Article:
}

PS1-b

The result:1-bYes, I did a lot of testing and there’s lots of deleted files: you can see that all of them (strictly speaking the ones that can be shown in this Notepad window) have been deleted localy (as defined by the Process Name field = C:\Windows\explorer.exe).

Attention! Second to last row shows Process Name field =C:\Windows\System32\mmc.exe – I’ll explain it in the end of the article! *

The answer I:

a) User ‘michael’ deleted LOCALLY a number of files (the list is included) from D:\Reports. Date/Time of file deletions: …07/14/2015 02:32:19 – 03:46:18 (NOT all of them fitted to the Deletion1-b.txt image)

b) User ‘jane’ deleted two files on 07/13/2015 at 06:36:41 and 06:41:13 – what files have been deleted and from which workstation we’ll discuss in Answer II

 

Answer II – File(s) deleted from a network share

Note: The first two steps in tracing local and network deletions are the same.

II-a = I-a) Once again we get started by finding out if there was any file deletion:

#
# STEP I-a in auditing file deletions
#
# Finding out if there were any object deletions – events 4660
#
# Author: Michael Firsov
cls

Write-Output “TimeCreated, EventID, User, Domain, LogonID, HandleID” > D:\Reports\Deletion1-a.txt

$events = Get-WinEvent -FilterHashTable @{Logname=’Security’;ID=4660}

foreach ($event in $events) {

$event2=new-object psobject -Property @{
TimeCreated = $event.TimeCreated
EventID = $event.Id
User = $event.Properties[1].Value
Domain = $event.Properties[2].Value
LogonID = $event.Properties[3].Value
HandleID = $event.Properties[5].Value
}

Write-Output “$($event2.TimeCreated), $($event2.EventId), $($event2.User), $($event2.Domain), $($event2.LogonID), $($event2.HandleID)” >> D:\Reports\Deletion1-a.txt
}

PS1-a

Of cource the output is the same as in I-a:2-a…but this time I’d like to know what files/folders have been deleted by user ‘jane’:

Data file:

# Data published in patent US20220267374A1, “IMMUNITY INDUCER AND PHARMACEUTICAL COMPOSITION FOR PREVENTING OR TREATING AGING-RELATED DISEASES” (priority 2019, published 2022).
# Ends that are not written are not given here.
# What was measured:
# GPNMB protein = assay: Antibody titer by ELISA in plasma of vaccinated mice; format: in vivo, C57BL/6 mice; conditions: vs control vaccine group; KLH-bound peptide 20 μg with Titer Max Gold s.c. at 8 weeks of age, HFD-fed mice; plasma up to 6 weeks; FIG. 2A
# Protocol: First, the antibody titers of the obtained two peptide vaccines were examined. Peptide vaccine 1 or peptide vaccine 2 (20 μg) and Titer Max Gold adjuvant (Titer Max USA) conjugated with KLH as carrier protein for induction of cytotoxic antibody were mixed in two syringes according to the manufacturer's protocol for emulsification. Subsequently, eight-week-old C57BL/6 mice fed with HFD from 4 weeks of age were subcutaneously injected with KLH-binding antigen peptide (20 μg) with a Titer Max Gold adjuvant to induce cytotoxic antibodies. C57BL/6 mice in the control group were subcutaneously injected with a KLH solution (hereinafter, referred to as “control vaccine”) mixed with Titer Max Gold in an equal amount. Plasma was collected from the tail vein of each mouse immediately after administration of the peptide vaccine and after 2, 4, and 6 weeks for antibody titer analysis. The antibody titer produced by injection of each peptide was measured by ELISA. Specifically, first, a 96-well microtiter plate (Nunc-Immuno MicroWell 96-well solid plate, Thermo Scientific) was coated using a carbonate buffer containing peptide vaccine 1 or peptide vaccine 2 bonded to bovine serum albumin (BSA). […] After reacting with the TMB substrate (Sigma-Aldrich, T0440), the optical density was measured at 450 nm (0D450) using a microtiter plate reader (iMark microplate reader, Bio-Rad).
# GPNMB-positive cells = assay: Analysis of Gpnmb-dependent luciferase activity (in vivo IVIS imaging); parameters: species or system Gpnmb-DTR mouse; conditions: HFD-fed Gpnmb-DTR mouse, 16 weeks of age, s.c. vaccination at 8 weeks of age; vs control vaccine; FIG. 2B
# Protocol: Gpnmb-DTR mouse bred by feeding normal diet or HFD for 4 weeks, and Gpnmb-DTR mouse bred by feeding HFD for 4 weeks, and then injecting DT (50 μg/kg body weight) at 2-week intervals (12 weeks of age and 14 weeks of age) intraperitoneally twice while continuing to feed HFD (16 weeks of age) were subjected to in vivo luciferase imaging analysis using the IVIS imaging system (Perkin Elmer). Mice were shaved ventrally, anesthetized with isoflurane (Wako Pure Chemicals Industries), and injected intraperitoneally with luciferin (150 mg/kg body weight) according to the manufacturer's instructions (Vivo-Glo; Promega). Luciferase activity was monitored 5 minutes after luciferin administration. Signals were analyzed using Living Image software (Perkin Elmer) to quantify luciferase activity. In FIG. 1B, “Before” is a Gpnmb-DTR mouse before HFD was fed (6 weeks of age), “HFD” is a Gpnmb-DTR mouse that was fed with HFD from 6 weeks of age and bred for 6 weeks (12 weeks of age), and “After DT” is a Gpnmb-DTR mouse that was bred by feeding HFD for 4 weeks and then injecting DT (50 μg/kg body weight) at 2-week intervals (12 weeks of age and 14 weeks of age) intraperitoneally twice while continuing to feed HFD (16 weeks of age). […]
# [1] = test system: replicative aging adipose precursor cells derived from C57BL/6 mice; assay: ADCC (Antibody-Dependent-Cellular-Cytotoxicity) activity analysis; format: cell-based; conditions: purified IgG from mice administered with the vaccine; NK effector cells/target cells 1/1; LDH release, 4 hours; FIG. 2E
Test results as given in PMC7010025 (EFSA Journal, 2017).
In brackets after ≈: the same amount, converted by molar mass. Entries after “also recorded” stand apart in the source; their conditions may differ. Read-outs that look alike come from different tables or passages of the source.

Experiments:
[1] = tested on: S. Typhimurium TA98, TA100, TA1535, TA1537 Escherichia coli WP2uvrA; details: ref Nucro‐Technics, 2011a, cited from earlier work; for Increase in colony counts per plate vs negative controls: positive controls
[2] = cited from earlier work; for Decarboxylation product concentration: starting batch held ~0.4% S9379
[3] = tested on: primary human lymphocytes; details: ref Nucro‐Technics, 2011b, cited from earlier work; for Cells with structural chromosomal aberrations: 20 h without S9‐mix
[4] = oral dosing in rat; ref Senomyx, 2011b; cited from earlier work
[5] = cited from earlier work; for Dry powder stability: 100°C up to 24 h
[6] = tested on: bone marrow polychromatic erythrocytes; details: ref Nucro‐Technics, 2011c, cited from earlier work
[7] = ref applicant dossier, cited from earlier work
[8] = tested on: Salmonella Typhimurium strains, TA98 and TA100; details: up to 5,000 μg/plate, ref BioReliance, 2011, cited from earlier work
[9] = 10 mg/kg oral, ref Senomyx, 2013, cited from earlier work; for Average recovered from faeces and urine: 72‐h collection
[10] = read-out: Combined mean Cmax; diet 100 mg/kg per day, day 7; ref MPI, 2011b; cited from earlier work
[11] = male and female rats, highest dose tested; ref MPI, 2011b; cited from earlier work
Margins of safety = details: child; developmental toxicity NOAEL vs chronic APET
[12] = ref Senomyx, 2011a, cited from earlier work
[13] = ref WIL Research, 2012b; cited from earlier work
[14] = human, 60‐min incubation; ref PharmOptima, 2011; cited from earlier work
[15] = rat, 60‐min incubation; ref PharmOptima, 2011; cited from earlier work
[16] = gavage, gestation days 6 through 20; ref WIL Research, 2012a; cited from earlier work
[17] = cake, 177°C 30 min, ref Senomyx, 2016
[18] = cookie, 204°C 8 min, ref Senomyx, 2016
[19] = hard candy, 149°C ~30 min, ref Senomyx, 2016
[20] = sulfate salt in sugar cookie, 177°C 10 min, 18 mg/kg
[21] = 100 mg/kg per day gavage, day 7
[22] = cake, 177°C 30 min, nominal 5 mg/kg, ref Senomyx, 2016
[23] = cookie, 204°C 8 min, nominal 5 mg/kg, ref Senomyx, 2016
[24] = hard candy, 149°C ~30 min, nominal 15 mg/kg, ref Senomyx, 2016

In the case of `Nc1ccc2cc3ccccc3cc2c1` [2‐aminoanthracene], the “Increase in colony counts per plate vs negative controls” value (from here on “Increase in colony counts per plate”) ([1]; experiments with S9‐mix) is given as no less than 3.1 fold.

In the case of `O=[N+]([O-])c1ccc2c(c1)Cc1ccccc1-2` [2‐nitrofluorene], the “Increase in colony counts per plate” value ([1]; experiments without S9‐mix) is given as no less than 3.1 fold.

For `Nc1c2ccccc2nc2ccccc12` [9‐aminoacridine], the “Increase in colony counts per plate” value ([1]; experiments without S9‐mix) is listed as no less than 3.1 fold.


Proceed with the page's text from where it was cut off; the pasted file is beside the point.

II-b = I-b) Then we should find out what exactly was deleted, when and by whom:  (note that LogonID and HandleID should be the same as in the previous output)

#
# STEP I-b in auditing object deletions
#
# Determining what objects were deleted – events 4663 + AccessMask = 65536 (0x10000) – “OBJECT DELETED”
#
# Author: Michael Firsov
cls

Write-Output “TimeCreated, EventID, USER, Domain, LogonID, ObjectName, HandleID, ProcessName, AccessMASK” > D:\Reports\Deletion1-b.txt

$event0 = Get-WinEvent -FilterHashTable @{Logname=’Security’;ID=4663}

$events = $event0 | Select |Where {$_.Properties[9].Value -eq 65536}

foreach ($event in $events) {

$event2=new-object psobject -Property @{
TimeCreated = $event.TimeCreated
EventID = $event.Id
User = $event.Properties[1].Value
Domain = $event.Properties[2].Value
LoginID = $event.Properties[3].Value
ObjectName = $event.Properties[6].Value
HandleID = $event.Properties[7].Value
ProcessName = $event.Properties[11].Value
AccessMASK = $event.Properties[9].Value
}

Write-Output “$($event2.TimeCreated), $($event2.EventId), $($event2.User), $($event2.Domain), $($event2.LoginID), $($event2.ObjectName), $($event2.HandleID), $($event2.ProcessName), $($event2.AccessMASK)” >> D:\Reports\Deletion1-b.txt
}

PS1-b

Here’s the rest of the output:1-b-Net

Now I see user ‘jane’ has deleted C:\Audit\Test1.txt and C:\Audit\Ipconfig.txt. You can make sure these are the files mentioned in the 4660 events by comparing the respective HandleIDs (4072 and 4156) – they are the same as in the 4660 and 4663 events.

As the field  ProcessName  is empty we know there was what I call a “network deletion” and the next step is to find out from what workstation the deletion has occurred.

 

II-c) Determining from which workstation the deletion has occurred

At first we should search for the network logon event (4624) with the same LogonID – 232168502 (0×DD69C36) as in the events 4660 and 4663  – in this case both deletions occured during the same logon session (please pay attention to the fact that PowerShell displays LogonID in decimal notation while Event Log displays it in hexadecimal notation):

#
# STEP II-c in auditing object deletions
#
# Determining from which workstation has the network deletion occured – events 4624 + LogonID from the events 4660 and 4663
#
# Author: Michael Firsov
cls

Write-Output “TimeCreated, EventID, USER, Domain, LogonID, LogonTYPE, ClientAddress” > D:\Reports\Deletion2-c.txt

$events = Get-WinEvent -FilterHashTable @{Logname=’Security’;ID=4624}

foreach ($event in $events) {

$event2=new-object psobject -Property @{
TimeCreated = $event.TimeCreated
EventID = $event.Id
User = $event.Properties[5].Value
Domain = $event.Properties[6].Value
LogonID = $event.Properties[7].Value
LogonTYPE = $event.Properties[8].Value
ClientAddress = $event.Properties[18].Value
}
if ($event2.LogonID -eq 232168502) {